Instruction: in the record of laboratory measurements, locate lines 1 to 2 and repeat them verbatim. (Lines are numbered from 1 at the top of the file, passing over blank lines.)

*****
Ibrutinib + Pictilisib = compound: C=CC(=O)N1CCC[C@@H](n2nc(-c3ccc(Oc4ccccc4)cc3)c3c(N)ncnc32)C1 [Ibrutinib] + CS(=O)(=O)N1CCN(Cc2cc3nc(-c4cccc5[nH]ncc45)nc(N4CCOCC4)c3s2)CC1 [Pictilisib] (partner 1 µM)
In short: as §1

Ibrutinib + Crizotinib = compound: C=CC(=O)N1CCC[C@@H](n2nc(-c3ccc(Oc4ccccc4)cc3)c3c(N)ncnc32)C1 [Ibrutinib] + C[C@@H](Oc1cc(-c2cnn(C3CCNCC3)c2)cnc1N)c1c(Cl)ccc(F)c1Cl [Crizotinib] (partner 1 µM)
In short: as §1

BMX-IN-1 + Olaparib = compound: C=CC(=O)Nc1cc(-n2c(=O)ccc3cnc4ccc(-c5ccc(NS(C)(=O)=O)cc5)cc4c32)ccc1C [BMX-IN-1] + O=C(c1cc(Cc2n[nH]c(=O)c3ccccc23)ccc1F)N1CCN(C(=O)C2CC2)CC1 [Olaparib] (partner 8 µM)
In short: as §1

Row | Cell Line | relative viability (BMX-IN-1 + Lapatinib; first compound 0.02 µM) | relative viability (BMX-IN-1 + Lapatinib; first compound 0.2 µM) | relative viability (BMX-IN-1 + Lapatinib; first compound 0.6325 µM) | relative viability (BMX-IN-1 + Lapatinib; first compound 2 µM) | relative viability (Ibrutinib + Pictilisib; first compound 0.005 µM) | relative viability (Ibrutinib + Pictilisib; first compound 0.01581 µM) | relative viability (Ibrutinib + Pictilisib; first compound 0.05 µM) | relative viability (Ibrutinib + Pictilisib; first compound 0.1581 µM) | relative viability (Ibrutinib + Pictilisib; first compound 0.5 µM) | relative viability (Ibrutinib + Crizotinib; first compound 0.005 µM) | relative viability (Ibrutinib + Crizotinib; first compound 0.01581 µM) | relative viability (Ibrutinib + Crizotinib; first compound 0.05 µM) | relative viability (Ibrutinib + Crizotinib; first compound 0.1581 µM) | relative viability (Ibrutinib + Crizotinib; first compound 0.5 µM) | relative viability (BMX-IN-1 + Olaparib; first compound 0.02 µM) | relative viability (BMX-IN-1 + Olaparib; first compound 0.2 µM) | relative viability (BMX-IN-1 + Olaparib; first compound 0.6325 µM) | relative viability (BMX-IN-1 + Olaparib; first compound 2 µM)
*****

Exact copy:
Ibrutinib + Pictilisib = compound: C=CC(=O)N1CCC[C@@H](n2nc(-c3ccc(Oc4ccccc4)cc3)c3c(N)ncnc32)C1 [Ibrutinib] + CS(=O)(=O)N1CCN(Cc2cc3nc(-c4cccc5[nH]ncc45)nc(N4CCOCC4)c3s2)CC1 [Pictilisib] (partner 1 µM)
In short: as §1